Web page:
Hydration is essential for an active lifestyle. Why is that? Because up to 70% of our body weight is made up of water and it is essential to maintaining normal physical and cognitive functions. When we are hydrated we feel at our best: our muscles, heart and the brain work more efficiently. Even mild dehydration can have negative effects on wellbeing.
So, what happens during exercise? Our muscles are working, the heart is pumping, our metabolism is producing energy. Sound familiar? As a result, our body temperature rises. We sweat to cool ourselves down which of course relies on a good supply of fluid – but we don’t just sweat water, we lose electrolytes (minerals) too. Dehydration is not just about volume of water we lose but also the imbalance of these electrolytes.
Dr Caroline Saunders, Principal Nutrition Scientist, Lucozade Ribena Suntory, explains: “If we look at what we lose when we’re active - more specifically, what we lose during a thirty-minute workout - we are likely to sweat out up to half a litre of fluid. As a result, we lose water and key electrolytes (minerals) in various amounts and become dehydrated. It’s essential, therefore, that we rehydrate and replenish these electrolytes as we exercise.
Saunders explains: “Electrolytes are minerals and we get them from our diet: foods we eat and fluids we drink. They have two key functions in our bodies – cell communication and hydration.
“They help our cells communicate by being active messengers. For example, when you move, you need to concentrate on the task ahead, your brain cells send electrical impulses – electrolytes facilitate that process. Similarly, when you move, your muscles contract to facilitate this movement – muscle cells communicate by using electrolytes to make sure that movement happens efficiently.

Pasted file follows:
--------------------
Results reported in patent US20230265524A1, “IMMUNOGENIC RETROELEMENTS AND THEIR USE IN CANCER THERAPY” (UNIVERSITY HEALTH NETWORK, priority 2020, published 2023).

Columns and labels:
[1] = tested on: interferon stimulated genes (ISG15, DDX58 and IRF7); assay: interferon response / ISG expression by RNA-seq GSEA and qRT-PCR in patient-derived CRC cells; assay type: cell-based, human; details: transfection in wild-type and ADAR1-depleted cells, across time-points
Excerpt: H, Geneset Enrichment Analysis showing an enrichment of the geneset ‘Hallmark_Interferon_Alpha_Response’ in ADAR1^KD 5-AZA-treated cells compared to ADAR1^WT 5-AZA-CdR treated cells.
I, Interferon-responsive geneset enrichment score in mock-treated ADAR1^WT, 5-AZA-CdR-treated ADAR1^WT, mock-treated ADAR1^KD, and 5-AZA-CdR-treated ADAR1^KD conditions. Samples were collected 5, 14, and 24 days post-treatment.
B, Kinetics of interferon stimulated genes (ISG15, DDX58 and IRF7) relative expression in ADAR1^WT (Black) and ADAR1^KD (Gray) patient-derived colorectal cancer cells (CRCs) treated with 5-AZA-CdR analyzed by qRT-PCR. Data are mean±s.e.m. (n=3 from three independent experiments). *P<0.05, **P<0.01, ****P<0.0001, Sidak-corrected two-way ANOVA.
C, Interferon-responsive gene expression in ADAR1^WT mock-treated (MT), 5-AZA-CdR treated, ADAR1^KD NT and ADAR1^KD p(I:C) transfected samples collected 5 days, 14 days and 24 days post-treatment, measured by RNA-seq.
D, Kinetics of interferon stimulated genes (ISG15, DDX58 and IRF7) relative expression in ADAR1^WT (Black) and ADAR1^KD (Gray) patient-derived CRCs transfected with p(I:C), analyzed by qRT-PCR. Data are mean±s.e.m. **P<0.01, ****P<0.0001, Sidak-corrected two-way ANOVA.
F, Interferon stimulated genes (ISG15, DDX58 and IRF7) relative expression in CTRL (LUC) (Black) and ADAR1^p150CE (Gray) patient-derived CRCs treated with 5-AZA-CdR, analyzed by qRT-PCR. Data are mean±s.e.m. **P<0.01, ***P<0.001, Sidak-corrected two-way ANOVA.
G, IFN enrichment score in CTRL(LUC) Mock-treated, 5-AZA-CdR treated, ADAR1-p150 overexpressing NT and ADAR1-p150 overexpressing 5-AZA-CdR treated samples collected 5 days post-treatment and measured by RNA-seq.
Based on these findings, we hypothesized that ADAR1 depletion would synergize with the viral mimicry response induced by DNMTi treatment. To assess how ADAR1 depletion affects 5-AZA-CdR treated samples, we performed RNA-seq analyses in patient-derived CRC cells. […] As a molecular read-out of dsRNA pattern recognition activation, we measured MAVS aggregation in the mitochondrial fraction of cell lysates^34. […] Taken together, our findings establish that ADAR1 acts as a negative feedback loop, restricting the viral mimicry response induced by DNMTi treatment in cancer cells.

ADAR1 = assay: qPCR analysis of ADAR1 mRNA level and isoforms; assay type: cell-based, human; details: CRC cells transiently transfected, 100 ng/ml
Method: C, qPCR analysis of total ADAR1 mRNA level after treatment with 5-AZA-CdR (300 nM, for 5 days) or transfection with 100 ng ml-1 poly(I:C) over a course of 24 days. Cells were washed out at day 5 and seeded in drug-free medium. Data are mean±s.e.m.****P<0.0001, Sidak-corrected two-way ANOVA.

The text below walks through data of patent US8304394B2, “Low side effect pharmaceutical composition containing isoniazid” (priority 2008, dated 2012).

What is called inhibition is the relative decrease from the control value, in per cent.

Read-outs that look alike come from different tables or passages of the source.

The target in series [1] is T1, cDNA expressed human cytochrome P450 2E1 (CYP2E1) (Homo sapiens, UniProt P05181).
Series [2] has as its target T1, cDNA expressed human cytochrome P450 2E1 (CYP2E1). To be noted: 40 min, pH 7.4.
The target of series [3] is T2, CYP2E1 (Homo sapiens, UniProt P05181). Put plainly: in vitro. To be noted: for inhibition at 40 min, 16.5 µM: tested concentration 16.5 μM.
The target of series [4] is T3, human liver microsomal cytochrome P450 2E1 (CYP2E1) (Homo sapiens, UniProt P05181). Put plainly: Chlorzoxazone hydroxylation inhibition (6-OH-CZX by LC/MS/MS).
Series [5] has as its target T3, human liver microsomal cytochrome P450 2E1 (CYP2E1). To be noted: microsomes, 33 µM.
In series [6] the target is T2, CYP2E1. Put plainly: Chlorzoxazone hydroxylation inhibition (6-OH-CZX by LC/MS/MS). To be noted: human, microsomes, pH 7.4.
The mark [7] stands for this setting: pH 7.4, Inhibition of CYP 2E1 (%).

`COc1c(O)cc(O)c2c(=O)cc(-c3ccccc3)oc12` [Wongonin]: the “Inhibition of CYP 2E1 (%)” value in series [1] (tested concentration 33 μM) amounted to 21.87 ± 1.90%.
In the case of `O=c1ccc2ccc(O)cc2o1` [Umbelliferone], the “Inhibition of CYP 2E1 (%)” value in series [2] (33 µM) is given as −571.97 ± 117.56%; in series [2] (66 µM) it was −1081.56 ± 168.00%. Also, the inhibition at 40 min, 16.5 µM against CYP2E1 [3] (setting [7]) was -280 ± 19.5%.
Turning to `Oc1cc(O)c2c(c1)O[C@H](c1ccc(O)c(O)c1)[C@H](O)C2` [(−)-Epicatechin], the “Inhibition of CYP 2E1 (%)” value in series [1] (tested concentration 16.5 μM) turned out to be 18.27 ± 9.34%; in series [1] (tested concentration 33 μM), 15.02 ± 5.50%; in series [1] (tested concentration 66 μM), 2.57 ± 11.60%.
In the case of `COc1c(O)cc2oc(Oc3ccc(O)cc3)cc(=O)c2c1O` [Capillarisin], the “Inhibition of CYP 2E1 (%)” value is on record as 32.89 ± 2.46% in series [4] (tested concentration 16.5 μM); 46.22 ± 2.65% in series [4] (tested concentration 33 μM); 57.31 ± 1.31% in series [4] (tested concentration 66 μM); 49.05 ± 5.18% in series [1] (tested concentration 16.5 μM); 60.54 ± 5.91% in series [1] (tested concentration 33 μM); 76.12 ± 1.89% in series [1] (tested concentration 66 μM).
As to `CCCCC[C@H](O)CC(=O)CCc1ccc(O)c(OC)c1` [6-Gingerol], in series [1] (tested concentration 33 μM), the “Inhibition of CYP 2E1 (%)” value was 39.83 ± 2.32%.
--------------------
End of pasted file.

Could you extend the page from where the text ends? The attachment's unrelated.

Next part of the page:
“Their second purpose is to monitor hydration. Electrolytes are present in all our body cells (from the skin cells to brain and muscle cells) and are able to move from one cell to another, taking water alongside them, which keeps the body hydrated. Sodium - in particular - ensures your muscles can absorb more fluid than just water alone.
“If hydration is limited, the body comes under a lot of strain and basic processes in the muscle, brain and cardiovascular system are impaired,” explains Saunders. “For example, the heart rate increases, the muscles start to fatigue, it’s harder to focus and concentrate and ultimately the exercise becomes harder and less enjoyable.”
This understanding played an integral part of the formulation and development process behind the creation of Lucozade Sport’s new Fitwater: “We used all this information and research when formulating a drink which provides you with water and four key electrolytes to keep you replenished during and after exercise,” says Saunders.
- Sodium – which is found in table salt and every day foods and drinks
- Chloride – another mineral found in table salt but also vegetables
- Magnesium - a mineral found in leafy greens and nuts
- Calcium - a better-known mineral for bone health found in dairy products
“Three of these electrolytes are present in Lucozade Sport Fitwater in significant amounts required in your daily diet (15% of what you need in one day). There is no daily recommended intake level for sodium therefore we set the levels required to support what you lose during exercise.”
So, as part of an active healthy and balanced lifestyle, start exercise fully hydrated – it’ll enable better performance and more enjoyment! Saunders advises: “Having a glass or two of water or your favourite healthy drink is all that it takes. Continue to hydrate by taking in small amounts (couple of sips every 10 minutes or so) during your workout. Don’t forget if you are exercising in hotter conditions or tend to sweat a lot you will need to replenish yourself more. If you don’t enjoy drinking plain water, try to hydrate and replenish yourself by selecting electrolyte water.”
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